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Lisa Yamagata-Lynch


Associate professor, Lisa Yamagata-Lynch, was selected as one of two Office of Information Technology (OIT) Faculty Fellows for the 2016-17 academic year. Yamagata-Lynch came to UT Knoxville and joined the Educational Psychology and Counseling (EPC) Department in 2011. We asked her about her experiences so far, and her plans for the future. Read her responses below.


Why did you want to become an OIT Faculty Fellow?
I found out about the OIT Faculty Fellow opportunity couple of years ago, when another faculty who I met during my job interview here became a fellow. He encouraged that I apply, but it was not the right time for me then with my tenure and promotion timeline. I waited a few years, applied for the fellowship for the 2016 to 2017 academic year, and was offered the position.

What are some things you have done in this position?
The goals I set for myself in my fellowship application included the following areas of potential contributions by providing:

  • faculty and staff workshops for designing and developing asynchronous and synchronous courses and programs,
  • consultation services for faculty and administrators interested in designing/redesigning online courses and programs,
  • consultation services for addressing accreditation issues with online programs, and
  • consultation services for addressing assessments for multi-section online courses.

As UT is in a transition between Blackboard and Canvas for our learning management system, most of my efforts have been organizing materials for faculty to use Canvas, and consultation time with faculty about Canvas. I have also been involved in organizing the ITCoP (IT Community of Practice) brown bag series, where we often have a panel of experts/guests share examples of their work and engage in audience questions and answers.

Additionally, I had the opportunity to be part of a search committee for a full time instructional designer for OIT. It was great to be part of this team and meet great candidates for the position. I look forward to working with the person who was hired.

What else are you planning on accomplishing?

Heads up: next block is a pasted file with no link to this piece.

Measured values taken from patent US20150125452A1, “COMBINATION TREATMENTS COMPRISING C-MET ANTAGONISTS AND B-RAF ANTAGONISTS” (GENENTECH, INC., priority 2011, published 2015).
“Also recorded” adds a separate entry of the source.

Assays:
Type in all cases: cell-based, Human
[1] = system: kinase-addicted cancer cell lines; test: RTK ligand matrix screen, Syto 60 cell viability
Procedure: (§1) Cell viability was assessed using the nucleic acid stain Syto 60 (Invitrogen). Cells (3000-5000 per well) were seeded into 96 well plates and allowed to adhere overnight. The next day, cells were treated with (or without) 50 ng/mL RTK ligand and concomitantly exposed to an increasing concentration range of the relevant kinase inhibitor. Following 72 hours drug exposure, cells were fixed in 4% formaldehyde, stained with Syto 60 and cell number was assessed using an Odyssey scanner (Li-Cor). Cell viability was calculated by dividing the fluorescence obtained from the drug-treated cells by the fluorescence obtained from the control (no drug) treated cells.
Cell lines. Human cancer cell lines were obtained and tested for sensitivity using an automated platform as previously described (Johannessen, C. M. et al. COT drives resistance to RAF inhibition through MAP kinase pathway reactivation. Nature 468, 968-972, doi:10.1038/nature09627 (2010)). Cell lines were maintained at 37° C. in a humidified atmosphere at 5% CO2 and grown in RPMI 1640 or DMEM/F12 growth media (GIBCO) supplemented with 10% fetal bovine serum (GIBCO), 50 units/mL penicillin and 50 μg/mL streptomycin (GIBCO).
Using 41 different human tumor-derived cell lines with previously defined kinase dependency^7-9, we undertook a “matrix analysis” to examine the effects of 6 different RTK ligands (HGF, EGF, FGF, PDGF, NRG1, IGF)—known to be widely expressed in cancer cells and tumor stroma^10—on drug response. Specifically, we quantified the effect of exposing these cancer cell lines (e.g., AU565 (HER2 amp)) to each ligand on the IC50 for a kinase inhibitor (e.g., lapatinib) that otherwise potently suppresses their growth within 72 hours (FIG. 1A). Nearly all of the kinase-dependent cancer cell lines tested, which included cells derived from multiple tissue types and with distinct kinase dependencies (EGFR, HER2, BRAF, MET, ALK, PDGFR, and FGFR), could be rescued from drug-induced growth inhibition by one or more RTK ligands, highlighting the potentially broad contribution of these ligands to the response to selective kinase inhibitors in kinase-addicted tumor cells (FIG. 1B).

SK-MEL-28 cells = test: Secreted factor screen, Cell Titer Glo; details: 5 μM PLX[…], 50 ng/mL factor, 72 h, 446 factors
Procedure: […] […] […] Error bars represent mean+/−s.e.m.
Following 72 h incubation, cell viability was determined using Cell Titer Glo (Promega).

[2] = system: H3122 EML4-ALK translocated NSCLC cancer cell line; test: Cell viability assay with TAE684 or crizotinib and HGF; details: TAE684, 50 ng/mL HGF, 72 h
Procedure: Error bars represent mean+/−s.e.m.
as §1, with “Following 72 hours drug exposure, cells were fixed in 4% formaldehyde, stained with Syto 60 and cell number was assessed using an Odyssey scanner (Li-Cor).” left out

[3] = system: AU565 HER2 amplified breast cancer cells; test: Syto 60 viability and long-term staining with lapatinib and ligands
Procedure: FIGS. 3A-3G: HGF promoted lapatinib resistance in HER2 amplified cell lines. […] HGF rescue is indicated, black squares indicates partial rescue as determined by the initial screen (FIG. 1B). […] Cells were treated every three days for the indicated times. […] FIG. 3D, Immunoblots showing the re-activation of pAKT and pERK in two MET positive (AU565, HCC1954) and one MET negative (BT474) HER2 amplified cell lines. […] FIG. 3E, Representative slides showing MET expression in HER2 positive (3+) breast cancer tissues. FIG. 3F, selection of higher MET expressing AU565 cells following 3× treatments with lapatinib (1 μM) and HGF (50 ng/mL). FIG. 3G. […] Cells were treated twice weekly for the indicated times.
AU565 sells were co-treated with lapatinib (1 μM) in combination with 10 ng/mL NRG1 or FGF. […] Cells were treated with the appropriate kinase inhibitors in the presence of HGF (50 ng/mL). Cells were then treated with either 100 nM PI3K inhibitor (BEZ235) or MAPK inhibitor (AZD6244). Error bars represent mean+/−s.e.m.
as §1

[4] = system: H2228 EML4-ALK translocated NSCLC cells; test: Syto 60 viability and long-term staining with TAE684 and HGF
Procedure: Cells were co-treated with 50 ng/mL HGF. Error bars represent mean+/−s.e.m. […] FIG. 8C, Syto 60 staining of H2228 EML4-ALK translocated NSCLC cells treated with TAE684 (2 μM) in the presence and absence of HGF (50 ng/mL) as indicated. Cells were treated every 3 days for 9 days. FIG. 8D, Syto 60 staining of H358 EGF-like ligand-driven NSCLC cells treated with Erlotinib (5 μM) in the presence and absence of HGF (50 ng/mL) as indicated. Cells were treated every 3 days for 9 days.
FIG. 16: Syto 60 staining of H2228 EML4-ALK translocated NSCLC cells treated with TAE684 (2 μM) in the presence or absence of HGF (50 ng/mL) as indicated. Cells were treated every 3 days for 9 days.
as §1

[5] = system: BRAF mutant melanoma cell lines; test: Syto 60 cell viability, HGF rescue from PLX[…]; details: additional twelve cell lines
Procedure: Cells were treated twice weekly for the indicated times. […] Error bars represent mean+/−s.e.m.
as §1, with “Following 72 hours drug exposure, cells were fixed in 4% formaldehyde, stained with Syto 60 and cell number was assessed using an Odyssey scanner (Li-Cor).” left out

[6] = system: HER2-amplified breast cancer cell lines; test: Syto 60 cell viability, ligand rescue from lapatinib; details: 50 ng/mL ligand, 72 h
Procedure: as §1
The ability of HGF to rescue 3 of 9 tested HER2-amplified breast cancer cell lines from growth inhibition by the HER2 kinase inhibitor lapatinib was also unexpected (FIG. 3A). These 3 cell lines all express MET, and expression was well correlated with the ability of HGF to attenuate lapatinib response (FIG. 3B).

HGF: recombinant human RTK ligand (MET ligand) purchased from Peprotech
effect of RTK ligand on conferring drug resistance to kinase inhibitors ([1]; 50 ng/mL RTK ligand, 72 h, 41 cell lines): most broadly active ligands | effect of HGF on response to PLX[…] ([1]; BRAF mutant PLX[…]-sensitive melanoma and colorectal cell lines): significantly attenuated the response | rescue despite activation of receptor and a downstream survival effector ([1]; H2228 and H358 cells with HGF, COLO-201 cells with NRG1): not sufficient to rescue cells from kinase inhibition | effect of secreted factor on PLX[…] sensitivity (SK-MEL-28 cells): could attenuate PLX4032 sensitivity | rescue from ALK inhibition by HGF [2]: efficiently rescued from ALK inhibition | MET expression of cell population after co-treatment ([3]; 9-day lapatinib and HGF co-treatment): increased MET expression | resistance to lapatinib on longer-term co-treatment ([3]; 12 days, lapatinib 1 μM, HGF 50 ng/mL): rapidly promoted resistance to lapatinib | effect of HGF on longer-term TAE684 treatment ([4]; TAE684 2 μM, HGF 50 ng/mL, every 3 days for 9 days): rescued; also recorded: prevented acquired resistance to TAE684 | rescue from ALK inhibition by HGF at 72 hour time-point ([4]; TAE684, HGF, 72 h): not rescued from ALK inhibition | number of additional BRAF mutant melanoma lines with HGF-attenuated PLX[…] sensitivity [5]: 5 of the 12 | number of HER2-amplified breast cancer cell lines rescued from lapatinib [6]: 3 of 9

I hope to continue helping both OIT staff and faculty to make the transition between Blackboard and Canvas.

What have you most enjoyed about this experience?
I have enjoyed being able to have a space in OIT, and get to know the staff a lot better than I would be able to otherwise. We truly have dedicated professionals at OIT who are there to help us when we are in need. At times, I think that faculty may not know what exactly they need help with, but people at OIT are happy to work with us in any way that they can.

“As my term is getting closer to an end it feels like there is always more that I could have done. Moving an entire organization from one learning management system to another is hard work in all stakeholders and end users. I hope to be able to help in any other way possible in the future.”

Lisa Yamagata-LynchLisa Yamagata-Lynch is one of four faculty members chosen this year by the Office of Information Technology (OIT) as a Spotlight.

OIT chooses different UT faculty members who share their innovative ways of using technology in the classroom. Yamagata-Lynch was selected to discuss her online course IT 532 Online Learning Environments. This course is taught with a mixture of synchronous and asynchronous methods using both Blackboard and Blackboard Collaborate. She utilizes asynchronous activities as a build-up for the synchronous meetings. For instance, an asynchronous assignment of answering discussion questions about required class readings will then form her plan for the synchronous discussion. If any important point are being missed, she can bring that up. After those points are covered, she can then focus on taking the readings a step further and discuss how to utilize different skills.

The synchronous meetings are set up like a live, virtual classroom with video and audio feeds, a class roll, and shared whiteboard space where presentations can be displayed. After a logistical check in and short lecture, Yamagata-Lynch performs break-out activities. Essentially, students break into small groups in a separate space to work on problems or have small discussions before being brought back into the main “classroom.”

She goes on to discuss the importance of group projects and explains ways to overcome challenges specific to an online teaching environment. For these tips, information on where to start as a new instructor, and the entire presentation check out OIT’s Faculty Spotlight page.